Thursday, December 11, 2014

Treasure

The thrift store yielded up an incredible stash of treasure. Embroidered cloth and ribbons...
...mother-of-pearl buttons...
...Czechoslovakian glass buttons...
...James played with the buttons on the scanner.



Holdfast

A walk at the beach with the dogs, after a torrential storm. Dazed and blinking in the light, we checked to make sure everything was still holding on.











Saturday, December 06, 2014

The Road to Recovery


Photo by Mike Swallow
This photo of Vicky was taken yesterday. What a girl! Her smile shows her optimism and spirit. We can't see the bandages that cover her lower body but she is on the mend. She was able to sit in a wheelchair for ten minutes before becoming dizzy, which is great news because it means (sorry sweetie, personal detail) she will be able to use the toilet. That seems to be one of the milestones hospitals look for before sending a patient home. There is still no word of when that will be, but there is hope that no further surgeries will be required at this point. The shrapnel that remains in her legs will continue to work its way out for years to come though, just as if she was an old soldier.

And the really good news is that a friend of Mike and Vicky's who works for the Red Cross has set up a fundraising page that makes it super easy to donate. You don't have to worry about all those wire transfer codes I gave you in the previous post, just one click and you can help. Here's the link:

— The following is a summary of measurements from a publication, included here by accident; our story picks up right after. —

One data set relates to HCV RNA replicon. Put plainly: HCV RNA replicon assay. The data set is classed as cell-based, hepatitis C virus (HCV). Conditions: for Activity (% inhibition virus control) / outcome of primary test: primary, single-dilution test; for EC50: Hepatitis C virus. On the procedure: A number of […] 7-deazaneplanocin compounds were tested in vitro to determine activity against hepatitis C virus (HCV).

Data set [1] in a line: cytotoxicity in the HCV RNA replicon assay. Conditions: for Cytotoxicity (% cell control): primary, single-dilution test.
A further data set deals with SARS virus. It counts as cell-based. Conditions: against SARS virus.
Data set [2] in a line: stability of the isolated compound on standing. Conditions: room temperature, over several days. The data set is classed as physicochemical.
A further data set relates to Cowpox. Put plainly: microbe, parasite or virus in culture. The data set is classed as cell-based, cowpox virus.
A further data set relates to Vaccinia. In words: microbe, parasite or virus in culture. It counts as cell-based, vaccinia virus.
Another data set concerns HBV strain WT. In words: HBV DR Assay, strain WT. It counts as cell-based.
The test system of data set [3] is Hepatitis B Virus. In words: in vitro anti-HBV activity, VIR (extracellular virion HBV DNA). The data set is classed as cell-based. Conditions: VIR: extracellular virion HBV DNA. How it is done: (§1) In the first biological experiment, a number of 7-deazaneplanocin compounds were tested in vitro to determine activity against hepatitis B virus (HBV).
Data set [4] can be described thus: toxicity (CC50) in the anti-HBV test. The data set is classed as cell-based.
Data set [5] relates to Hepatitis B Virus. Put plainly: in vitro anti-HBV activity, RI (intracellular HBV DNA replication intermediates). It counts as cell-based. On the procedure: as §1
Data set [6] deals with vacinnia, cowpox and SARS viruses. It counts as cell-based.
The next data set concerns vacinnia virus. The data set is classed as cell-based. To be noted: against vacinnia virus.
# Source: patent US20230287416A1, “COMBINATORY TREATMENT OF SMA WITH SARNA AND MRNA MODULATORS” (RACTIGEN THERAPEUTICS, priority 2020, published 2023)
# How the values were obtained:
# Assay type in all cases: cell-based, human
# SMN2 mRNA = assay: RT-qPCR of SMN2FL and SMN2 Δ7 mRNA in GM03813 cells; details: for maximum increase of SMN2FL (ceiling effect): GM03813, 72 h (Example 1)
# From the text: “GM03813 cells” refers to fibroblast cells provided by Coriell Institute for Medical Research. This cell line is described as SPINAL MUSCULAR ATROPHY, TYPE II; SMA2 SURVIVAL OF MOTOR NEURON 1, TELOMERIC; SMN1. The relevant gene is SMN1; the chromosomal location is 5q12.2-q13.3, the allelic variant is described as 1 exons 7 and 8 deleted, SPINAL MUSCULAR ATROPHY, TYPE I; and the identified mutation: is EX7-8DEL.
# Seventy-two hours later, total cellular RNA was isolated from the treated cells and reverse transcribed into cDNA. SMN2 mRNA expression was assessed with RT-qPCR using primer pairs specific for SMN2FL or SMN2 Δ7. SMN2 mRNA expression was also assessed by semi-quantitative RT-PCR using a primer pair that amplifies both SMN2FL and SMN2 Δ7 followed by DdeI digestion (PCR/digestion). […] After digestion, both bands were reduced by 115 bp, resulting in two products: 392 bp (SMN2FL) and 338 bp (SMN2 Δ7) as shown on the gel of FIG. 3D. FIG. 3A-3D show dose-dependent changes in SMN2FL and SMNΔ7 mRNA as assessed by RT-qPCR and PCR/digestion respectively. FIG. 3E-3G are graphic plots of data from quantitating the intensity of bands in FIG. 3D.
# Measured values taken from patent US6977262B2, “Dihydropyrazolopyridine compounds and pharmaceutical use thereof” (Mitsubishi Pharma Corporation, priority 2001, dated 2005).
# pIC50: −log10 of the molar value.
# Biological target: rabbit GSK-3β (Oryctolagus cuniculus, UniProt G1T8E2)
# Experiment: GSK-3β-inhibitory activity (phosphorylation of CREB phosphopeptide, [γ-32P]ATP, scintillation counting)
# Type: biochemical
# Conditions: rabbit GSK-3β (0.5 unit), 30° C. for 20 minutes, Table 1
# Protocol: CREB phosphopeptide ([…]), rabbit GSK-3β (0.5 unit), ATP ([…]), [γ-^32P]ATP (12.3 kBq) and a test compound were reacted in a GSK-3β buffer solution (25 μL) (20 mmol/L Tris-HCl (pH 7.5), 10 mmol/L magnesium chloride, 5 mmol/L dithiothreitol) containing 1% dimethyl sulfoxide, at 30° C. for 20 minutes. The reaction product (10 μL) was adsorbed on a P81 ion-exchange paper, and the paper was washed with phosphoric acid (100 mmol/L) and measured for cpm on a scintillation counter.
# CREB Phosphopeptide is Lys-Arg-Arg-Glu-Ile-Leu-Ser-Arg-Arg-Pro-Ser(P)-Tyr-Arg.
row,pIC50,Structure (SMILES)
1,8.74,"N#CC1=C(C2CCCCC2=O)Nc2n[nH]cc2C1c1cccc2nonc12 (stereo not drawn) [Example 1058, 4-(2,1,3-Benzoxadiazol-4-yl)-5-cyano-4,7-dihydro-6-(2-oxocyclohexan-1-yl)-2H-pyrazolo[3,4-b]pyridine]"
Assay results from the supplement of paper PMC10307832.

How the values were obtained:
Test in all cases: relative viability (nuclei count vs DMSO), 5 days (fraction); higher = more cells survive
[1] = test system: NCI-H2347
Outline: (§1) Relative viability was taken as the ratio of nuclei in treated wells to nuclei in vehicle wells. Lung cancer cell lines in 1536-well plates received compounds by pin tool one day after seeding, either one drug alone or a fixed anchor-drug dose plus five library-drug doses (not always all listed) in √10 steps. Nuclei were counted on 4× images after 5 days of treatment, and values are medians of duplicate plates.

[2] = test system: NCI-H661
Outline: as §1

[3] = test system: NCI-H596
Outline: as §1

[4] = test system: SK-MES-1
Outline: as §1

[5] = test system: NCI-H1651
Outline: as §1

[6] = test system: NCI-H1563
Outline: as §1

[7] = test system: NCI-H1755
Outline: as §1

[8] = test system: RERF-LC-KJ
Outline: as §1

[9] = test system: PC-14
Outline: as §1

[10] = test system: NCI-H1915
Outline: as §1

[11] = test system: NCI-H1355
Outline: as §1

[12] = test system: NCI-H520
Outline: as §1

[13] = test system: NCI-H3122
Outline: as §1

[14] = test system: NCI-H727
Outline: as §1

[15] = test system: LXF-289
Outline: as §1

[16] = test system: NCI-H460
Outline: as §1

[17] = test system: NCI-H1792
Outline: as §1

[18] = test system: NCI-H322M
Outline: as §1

http://www.gofundme.com/VickyRecoveryFund
Our goal is to raise $2500 by the end of the weekend - we're already at $900 after just half a day! People are so generous and kind - thank you, thank you, thank you!

Sunday Update! The fund just passed $3,650  - brings tears to my eyes. That, combined with $2500 in the trust account and over $1000 in sales of Mike and Vicky's artwork at the craft fair yesterday is so awesome, a stunning and heartwarming response.

Wednesday, December 03, 2014

It Could Happen to Anyone

***UPDATE added at the end of the post.***
My plans for uninterrupted stitching came to a roaring halt on Sunday when I heard that Vicky, my lovely assistant, had been in an accident. Frantic phoning around ensued, and awful news of what had happened. Vicky, kind and generous soul that she is, had been caretaking for a neighbour. She lit the wood stove as usual - but she did not know that there was a water jacket on the stove, and that the pipes had frozen overnight. The safety mechanism, a release valve had also frozen. The ice in the pipes rapidly turned into steam and became the equivalent of dynamite. The stove exploded. Vicky was thrown three meters across the room.